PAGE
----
At present, in Ireland, it is illegal to use a metal detector without a license and these licenses are very difficult to obtain + very restrictive in terms of where one can use a metal detector. At face value, it is a common sense law designed to protect Ireland’s rich archaeological heritage from vandals, looters and thieves.
- Stolen treasure: The Coggalbeg Hoard
- Medieval stone window stolen from Leitrim island church
- Illegal treasure-hunters targeted by metal detector guidelines
- Nowhere safe as treasure hunters plunder our heritage sites ‘for profit’
Allegedly, this new law is driving detectorists underground, with many secretly selling their finds in Northern Ireland and England. A thriving black market exists for these artifacts – coins, tokens, buttons, pottery, bronze weapons and tools, gold jewellery, etc. Irish auction houses have a good reputation in terms of refusing to sell goods on behalf of people they suspect of looting or theft but auction houses in London have a long history of selling archaeological treasures smuggled out of foreign countries for the London and international antiquities markets.
Portable Antiquities Scheme (PAS) in the UK
The British Museum, in conjunction with academics at Oxford, Cambridge and other educational institutions came up with the idea of a voluntary scheme whereby finders of treasure could record and report their finds in a scientific way – thus not losing valuable contextual information. They developed a process whereby :-
- All finds are reported, geo-located and described
- There is a process whereby important finds are quickly ‘flagged’ and acted upon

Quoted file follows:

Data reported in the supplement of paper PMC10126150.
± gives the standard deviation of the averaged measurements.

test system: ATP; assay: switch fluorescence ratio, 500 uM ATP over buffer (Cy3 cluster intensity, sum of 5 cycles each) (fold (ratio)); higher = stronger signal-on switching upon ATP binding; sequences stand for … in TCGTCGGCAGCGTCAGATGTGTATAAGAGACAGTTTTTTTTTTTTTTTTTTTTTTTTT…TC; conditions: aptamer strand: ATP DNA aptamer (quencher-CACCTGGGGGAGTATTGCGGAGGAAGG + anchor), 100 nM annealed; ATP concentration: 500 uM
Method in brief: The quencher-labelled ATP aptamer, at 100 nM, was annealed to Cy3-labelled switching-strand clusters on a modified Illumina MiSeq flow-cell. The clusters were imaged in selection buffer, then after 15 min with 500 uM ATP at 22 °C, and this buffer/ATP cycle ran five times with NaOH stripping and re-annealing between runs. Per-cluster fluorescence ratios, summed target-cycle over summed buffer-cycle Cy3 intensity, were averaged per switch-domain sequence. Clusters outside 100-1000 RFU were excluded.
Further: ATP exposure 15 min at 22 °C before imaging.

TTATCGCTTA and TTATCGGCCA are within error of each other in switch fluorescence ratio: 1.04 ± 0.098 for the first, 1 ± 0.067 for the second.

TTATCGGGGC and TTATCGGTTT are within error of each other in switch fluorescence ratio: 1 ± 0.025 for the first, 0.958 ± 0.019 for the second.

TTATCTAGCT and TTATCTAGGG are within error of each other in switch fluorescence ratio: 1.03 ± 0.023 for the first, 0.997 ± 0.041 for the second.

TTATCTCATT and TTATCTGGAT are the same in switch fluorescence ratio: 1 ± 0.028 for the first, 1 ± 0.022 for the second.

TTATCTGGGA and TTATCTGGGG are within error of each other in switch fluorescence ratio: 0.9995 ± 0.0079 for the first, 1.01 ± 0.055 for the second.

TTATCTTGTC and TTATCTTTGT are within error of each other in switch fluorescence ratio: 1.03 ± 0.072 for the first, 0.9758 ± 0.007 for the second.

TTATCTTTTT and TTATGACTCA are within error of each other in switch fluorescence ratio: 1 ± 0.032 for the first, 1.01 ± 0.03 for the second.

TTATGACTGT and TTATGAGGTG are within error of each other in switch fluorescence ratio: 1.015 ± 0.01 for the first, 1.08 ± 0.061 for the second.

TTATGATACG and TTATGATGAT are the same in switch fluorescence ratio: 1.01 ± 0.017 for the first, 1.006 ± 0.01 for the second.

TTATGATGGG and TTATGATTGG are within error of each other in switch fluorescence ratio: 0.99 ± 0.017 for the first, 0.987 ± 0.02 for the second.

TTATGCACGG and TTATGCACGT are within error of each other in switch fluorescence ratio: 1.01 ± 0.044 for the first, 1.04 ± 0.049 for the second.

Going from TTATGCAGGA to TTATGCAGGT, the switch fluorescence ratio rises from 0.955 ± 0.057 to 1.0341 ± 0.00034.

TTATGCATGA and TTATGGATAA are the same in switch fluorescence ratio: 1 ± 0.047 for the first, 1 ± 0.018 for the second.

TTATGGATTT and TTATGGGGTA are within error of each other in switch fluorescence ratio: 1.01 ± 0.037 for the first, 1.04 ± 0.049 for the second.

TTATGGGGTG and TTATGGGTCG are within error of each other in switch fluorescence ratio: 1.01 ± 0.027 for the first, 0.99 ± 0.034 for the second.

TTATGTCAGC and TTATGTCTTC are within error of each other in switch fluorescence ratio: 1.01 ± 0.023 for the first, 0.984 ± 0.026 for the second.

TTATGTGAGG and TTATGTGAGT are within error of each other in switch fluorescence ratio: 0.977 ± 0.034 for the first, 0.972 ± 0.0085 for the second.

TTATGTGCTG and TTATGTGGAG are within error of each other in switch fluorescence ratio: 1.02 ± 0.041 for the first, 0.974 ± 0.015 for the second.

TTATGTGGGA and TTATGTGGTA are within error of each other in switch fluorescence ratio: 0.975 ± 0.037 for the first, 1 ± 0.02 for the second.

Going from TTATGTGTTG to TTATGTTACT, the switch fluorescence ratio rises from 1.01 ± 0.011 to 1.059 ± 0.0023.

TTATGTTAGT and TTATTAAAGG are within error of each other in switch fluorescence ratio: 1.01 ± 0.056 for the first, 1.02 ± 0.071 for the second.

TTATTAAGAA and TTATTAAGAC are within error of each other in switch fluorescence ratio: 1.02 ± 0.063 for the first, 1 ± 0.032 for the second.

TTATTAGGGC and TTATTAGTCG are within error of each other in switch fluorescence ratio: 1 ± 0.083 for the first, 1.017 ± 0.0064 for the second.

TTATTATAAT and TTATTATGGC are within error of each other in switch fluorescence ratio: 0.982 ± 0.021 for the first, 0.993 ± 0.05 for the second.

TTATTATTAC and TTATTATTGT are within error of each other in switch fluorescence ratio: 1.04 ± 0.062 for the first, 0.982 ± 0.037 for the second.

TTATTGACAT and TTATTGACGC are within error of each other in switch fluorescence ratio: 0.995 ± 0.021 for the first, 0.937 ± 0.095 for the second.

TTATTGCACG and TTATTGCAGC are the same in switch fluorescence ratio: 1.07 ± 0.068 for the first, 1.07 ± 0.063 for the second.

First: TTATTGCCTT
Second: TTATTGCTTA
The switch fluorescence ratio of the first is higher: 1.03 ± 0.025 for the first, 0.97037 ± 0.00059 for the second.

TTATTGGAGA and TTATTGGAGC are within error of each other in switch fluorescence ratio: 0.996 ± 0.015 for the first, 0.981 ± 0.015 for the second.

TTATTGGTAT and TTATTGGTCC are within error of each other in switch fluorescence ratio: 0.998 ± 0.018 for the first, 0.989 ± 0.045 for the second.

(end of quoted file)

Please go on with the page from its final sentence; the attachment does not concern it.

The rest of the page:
- All information is made available
- Additional information, when known, is added later, e.g. archaeologist(s) opinions
Early critics of PAS opined that it would “open up the floodgates to organised gangs” of thieves, looters and vandals of archaeological sites. The actual outcome is very different.
- Firstly, the small number of thieves and looters remains small
- It seems that there will always be a small criminal element within the antiquities marketplace
- The evidence suggests that this criminal element of thieves and looters remains small
- The evidence also suggests that detectorists actively self-regulate and even ‘self-police’ their find sites
- A big growth in numbers occurs in organised metal detecting clubs, who do not steal or loot
- These people are local historians, numismatists and amateur archaeologists
- They are there to add to their own knowledge + add to local and national knowledge
- Many of them undertake academic courses to help their further their knowledge
- They also seem to be very generous about sharing their knowledge – something some academics are not good at !
- The number of recorded finds has increased dramatically
- This has great benefits for academia, i.e. a vast, completely new database to analyse
- Many of these finds were of national importance
- Most of the finds were not in the vicinity of national monuments
- Most of the sites were not previously known to archaeologists
- All of these finds are now recorded and can be analysed
- The PAS database can be accessed by both professionals and amateurs alike
- Irish numismatic knowledge has also benefited from hundreds of Irish coin finds in England
- Irish archaeology has likewise benefited (just login and view the Irish artefacts)
More than a million archaeological objects recovered by members of the public from across England and Wales have been recorded on the Portable Antiquities Scheme (PAS) database since 1997.
- 26th September 2014 – Portable Antiquities Scheme records one millionth find
- Some 87 PhDs and 15 major research-council funded projects are known to be using this data set
- 422 Masters or Bachelors dissertations are also known to be using the data
- Currently 815 people have full access to PAS data for research purposes
- This is a massive ‘win’ for academia
- Professional and academic archaeology has benefited greatly from their finds
- There are now more ‘eyes and ears’ out in the courtryside reporting to academia
- Once an important find has been ‘flagged’ a site can be ‘locked down’
- Professional archaeologists can then move on to the site in a timely manner
- These ‘new’ sites can now be protected, instead of ‘robbed out’ by the criminal elements